That’s half of the podcast. The other half will continue to be news about the industry and interviews with authors who are exploring the world of digital publishing. Because things are so fluid out there, and because folks are trying all sorts of things to make a go of it, we want to pick the minds of the pioneers. And, as always, we’ll be taking listener feedback and answering your questions about why authors do things, or how you might want to proceed with your work. I’ll also be tying my newsletter, The Secrets, into this process—more on that development in the new year.
I hit a monster milestone this year: early in December I broke 400,000 words written. This does not include blogs or correspondence. It’s comprised of stories, novels, articles and other projects which will earn income. This is the most I have ever written in a calendar year, including the early days when I was grinding out BattleTech novels or fifteen years ago when I did those first four X-wing novels in sixteen months. And this is a monster increase over my output over the last couple years—probably more than than any two of the last four combined.
Why the change?
The digital revolution, and the possibilities it has opened up, have made writing fun again. K. W. Jeter has noted that authors have been carrying around the burden of traditional publishing’s overhead and antiquated publishing practices for years. That burden is bone-crushing, since it demands that the author turn out bestselling books without any market direction or any publisher support. It’s like asking a baseball player to do nothing but hit home runs and pack the stands, all without scouting reports or promotion. It’s insane.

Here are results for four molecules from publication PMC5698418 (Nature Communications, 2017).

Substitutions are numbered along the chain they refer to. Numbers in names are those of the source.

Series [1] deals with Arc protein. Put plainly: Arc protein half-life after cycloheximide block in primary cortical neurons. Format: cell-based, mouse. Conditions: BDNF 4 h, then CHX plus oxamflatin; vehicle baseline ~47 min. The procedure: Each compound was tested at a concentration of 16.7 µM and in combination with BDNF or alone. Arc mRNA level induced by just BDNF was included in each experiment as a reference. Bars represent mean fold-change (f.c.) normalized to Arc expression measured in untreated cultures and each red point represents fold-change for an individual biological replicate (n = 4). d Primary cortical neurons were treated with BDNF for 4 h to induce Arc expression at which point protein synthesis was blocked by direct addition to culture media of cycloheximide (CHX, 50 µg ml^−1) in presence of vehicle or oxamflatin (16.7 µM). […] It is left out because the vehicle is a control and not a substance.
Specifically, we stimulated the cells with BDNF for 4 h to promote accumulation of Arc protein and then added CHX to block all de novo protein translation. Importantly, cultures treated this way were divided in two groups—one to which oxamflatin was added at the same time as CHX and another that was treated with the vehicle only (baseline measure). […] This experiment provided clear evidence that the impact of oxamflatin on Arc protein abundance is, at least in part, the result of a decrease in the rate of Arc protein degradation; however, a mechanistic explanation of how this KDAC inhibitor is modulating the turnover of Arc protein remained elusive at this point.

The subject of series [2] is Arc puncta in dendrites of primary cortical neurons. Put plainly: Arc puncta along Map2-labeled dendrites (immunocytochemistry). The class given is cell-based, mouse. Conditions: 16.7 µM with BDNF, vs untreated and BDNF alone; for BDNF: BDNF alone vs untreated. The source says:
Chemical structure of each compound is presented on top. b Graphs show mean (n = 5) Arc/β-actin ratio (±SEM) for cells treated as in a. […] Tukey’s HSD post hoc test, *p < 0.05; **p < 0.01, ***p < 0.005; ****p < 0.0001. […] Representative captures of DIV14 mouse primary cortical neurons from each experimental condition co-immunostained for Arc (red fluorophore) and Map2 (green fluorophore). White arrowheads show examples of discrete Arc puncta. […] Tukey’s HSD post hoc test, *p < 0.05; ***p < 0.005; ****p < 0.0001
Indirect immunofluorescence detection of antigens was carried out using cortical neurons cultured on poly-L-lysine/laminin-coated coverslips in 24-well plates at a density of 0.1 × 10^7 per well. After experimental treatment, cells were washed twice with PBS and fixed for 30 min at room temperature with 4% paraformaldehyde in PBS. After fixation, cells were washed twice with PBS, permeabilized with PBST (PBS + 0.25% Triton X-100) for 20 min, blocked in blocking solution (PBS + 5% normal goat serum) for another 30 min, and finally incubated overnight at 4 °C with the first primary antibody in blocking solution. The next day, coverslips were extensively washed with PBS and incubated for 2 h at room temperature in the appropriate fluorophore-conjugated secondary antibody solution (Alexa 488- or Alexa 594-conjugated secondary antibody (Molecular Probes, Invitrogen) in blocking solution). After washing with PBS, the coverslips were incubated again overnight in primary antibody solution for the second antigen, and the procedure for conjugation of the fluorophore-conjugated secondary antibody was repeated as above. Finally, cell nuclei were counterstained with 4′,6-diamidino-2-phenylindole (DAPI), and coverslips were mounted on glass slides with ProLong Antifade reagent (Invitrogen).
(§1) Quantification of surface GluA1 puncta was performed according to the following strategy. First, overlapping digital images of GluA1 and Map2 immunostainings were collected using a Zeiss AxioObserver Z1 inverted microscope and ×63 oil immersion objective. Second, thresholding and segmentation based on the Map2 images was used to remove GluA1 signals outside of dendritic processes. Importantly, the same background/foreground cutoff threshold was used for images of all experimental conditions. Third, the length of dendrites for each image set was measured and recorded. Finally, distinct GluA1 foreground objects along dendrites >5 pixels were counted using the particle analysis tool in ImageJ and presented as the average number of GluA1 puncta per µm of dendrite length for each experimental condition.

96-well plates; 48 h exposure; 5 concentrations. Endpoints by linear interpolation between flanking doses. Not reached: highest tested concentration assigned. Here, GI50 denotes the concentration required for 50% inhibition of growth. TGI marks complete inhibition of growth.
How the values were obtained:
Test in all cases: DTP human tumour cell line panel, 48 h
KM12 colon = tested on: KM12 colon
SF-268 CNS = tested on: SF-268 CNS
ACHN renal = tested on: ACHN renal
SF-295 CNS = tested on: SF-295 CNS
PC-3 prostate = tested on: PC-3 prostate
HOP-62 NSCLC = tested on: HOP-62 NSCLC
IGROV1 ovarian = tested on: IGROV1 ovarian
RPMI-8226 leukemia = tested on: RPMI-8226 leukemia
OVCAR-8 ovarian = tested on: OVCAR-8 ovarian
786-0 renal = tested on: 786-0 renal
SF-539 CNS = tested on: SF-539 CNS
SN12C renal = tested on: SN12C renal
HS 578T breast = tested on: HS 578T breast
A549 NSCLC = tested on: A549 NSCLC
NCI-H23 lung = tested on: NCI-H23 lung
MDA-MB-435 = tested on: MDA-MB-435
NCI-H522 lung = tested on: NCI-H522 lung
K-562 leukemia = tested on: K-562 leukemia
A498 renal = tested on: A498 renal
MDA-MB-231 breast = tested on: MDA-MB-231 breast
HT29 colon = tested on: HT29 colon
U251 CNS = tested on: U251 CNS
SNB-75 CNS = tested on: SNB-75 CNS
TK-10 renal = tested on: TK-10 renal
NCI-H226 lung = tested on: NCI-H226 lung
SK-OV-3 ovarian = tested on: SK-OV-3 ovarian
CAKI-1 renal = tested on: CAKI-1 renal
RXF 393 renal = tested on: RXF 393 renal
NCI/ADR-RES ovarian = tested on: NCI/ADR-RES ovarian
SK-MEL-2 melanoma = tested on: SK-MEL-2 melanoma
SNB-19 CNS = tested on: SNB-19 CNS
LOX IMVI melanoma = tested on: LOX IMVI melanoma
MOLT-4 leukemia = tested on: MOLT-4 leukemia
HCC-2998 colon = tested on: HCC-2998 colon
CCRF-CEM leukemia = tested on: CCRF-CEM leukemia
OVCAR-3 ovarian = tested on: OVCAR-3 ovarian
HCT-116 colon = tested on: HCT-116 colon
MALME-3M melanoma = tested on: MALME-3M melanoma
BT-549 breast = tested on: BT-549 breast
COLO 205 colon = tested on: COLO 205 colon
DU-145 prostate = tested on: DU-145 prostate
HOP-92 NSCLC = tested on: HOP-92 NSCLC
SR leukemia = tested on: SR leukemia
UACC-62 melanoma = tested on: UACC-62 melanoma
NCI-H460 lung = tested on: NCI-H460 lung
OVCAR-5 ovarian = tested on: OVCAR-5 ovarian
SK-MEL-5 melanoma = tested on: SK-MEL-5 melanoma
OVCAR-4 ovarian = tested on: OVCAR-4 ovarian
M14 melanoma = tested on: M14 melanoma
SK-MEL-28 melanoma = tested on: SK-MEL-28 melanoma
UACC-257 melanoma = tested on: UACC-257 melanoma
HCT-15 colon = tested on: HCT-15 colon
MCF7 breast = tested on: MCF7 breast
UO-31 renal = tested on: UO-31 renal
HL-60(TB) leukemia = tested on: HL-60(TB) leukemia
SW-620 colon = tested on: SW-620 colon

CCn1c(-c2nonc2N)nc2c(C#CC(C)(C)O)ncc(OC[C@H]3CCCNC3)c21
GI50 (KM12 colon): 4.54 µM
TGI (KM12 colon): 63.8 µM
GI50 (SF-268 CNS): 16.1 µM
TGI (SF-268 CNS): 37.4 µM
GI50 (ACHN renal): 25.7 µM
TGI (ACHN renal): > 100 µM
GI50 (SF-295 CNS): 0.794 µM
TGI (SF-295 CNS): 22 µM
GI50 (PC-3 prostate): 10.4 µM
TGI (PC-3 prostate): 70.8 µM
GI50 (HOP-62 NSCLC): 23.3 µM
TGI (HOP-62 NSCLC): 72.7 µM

Being able to turn out books like Perfectly Invisible or In Hero Years… I’m Dead is incredibly liberating. With those books I don’t have the weight on my shoulders. In Hero Years… I’m Dead was a book that New York didn’t want because there wasn’t a place for it in bookstores—they didn’t have a shelf marked “Non-licensed Superhero Noir Fiction.” That’s a fair cop, but that didn’t mean readers wouldn’t like it. It’s gotten great reviews and is a ton of fun—which is what books are supposed to be.
The Homeland Security Services novels are in a similar position. They’re in an alternate world, so that would make them science fiction, but they’re CSI-style, police procedural crime stories. They don’t fit anywhere. Well, kiwi-fruit didn’t fit in stores way back when (and I can recall when they first tried to market it in the US) because the produce aisle didn’t have a place for hairy, soft, green-pulpy fruit. That didn’t mean it wouldn’t find an audience, it would just take time. Perfectly Invisible is out there, Perfectly Dead will follow soon, and I’ve already got the outline for the third, Perfectly Economical, figured out. These are books I want to do because I’m enjoying the characters and the setting. I think others will, too.